On September 25th, the Kurdistan Region overwhelmingly voted for independence, with the final tally being at a 92% independence vote throughout the referendum. Immediately after the results of the referendum were confirmed, the Kurdistan Regional Government (KRG) immediately stated that it intended to negotiate with Baghdad with a clear political mandate, but stopped short of fully declaring independence. However, US Secretary of State Rex Tillerson promptly declared that “the United States does not recognize the… unilateral referendum,” while the Iraqi government quickly imposed a ban on all international flights into Kurdish airports, and threatened to seal off land borders and seize areas including Kirkuk, which the Kurdish Peshmerga took from ISIS. On October 16th, The Iraqi government followed through with its threats, with regular Iraqi troops and Shiite militias launching an assault on Kirkuk, successfully seizing the city from Kurdish forces. The sudden assault has engendered worry in Washington that the main beneficiaries of this new conflict will be Iran and ISIS, and that America would be further constrained in a situation where two US trained forces clash, and ignore US priorities in the region.
First, historical context regarding the region is needed. The Kurdish people are an ethnic and linguistic group that primarily live in a contiguous region comprised of parts of Iraq, Syria, Iran, and Turkey. After World War I, artificial states were set by the Sykes-Picot agreement to reward and control ethnic groups that assisted the Triple Entente during the war. Kurdistan, however, was not considered in the agreement, and was ultimately divided between the then newly drawn states of Iraq and Syria, as well as Turkey and Iran. They suffered persecution in most countries, but nowhere did the Kurds suffer more than in Iraq, particularly under the rule of Saddam Hussein. In 1998, eight combined military operations under the Anfal campaign barbarically killed 50,000 innocent Kurdish citizens of Iraq, often by way of chemical weapons. The turning point for Iraqi Kurds, however, was in 1991, when a short-lived post-Gulf War rebellion was brutally repressed. Sights of Kurdish refugees fleeing into the mountains tugged at the hearts of citizens and policymakers worldwide. Itching for an excuse to hobble Saddam Hussein, the Clinton Administration established a no-fly zone over Kurdish parts of Iraq. After a four-year civil war that followed the no-fly-zone, the Iraqi Kurds formed an informal government, which became official in 2005 as the Kurdistan Regional Government (KRG). Built upon foreign direct investment, a cosmopolitan and fairly successful society also developed in Kurdistan
Now, the KRG, which continues to be an invaluable ally to the Iraqi government and the United States in the fight against ISIS, has held its referendum, and the Iraqi government’s response clearly signaled its view of the results. In the immediate turn, this is seen as an opportunity for Iran to increase its already considerable and growing influence in Iraq, with a senior intelligence planner for the Institute for the Study of War stating that Qassem Suleimani, the commander of Iran’s Quds Force, was most likely “instrumental in forcing the Kurds to step down.” Furthermore, with Iranian backed militias pushing past their original territory as part of the Iraqi assault force, the Iraqi government has made quite clear that it is quite willing to increase the Quds Force’s power in Iraq in order to execute what its security policy.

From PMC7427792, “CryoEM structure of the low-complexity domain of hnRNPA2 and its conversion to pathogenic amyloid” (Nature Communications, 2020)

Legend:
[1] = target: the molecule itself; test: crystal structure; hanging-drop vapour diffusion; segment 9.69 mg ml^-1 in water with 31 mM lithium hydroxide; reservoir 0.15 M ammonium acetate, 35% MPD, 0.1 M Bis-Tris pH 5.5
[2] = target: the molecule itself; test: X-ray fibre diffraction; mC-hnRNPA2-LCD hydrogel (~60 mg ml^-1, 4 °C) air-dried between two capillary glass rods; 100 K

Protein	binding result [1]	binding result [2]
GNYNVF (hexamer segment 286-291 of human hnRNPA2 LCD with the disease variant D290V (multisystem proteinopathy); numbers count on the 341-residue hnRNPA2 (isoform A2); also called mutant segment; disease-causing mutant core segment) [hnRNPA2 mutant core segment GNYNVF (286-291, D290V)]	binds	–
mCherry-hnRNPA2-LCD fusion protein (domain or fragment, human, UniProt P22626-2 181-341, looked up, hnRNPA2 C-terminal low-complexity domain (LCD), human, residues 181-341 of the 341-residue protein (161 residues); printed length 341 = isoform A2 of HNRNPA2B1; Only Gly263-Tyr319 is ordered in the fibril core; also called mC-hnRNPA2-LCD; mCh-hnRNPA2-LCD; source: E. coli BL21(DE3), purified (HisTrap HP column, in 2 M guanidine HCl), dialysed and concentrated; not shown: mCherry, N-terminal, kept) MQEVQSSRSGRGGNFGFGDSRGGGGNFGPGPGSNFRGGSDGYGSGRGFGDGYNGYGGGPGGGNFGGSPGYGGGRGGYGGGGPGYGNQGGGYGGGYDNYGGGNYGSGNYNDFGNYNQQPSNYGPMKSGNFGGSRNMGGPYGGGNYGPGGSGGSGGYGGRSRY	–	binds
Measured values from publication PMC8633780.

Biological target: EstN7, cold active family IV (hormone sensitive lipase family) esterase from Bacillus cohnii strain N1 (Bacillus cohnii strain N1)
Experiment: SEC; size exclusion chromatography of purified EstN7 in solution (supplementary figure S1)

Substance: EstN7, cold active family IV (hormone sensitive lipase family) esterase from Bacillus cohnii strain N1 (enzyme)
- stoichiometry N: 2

Furthermore, Iraqi Prime Minister Haider al-Abadi is up for re-election in 2018. In order to win, he needs the support of two of the three main factions in Iraq: Sunni Iraqis, Shiite Iraqis, and Kurdish Iraqis. If he cannot win the Kurdish vote, he will push to be viewed as tough against Kurdish national aspiration. As the journalist Amberin Zaman put it at a recent Elliott School panel “Regional Repercussions of the Kurdish Referendum,” “(Haider) Abadi is quite happy to… (threaten)… the Kurds… Because he needs them (to achieve national unity).” Furthermore, Zaman noted, Turkey’s president Erdogan, who “has staked his career on Turkish nationalists… Who view (the Kurds) as an existential threat,” will be facing municipal, legislative, and presidential elections in 2019, and will also maintain campaign appearances of being tough on Kurdish aspirations in Iraq as well. Therefore, until 2019, this situation will remain volatile.
The US has not made it clear how exactly it intends to address the situation if at all, with its initial milquetoast response to invaluable partners in Operation Inherent Resolve having clashed and remaining in a state of political aggression. Normally, the US would have pulled out significant stops to prevent two US armed allies being at serious risk of fighting each other with American weapons. However, as David L. Phillips, former senior State Department official told The New York Times, “At a minimum, the U.S. knew that the attack (on Kirkuk) was coming,” implying that the Trump Administration green-lighted the attack. This stance has confused many former US officials, with former senior director for counterterrorism at the National Security Council Joshua A. Geltzer stating in an interview that the United States’ refusal to commit to countering Iranian influence given the assault on Kirkuk “makes little sense for an administration interested in getting tougher on Iran.”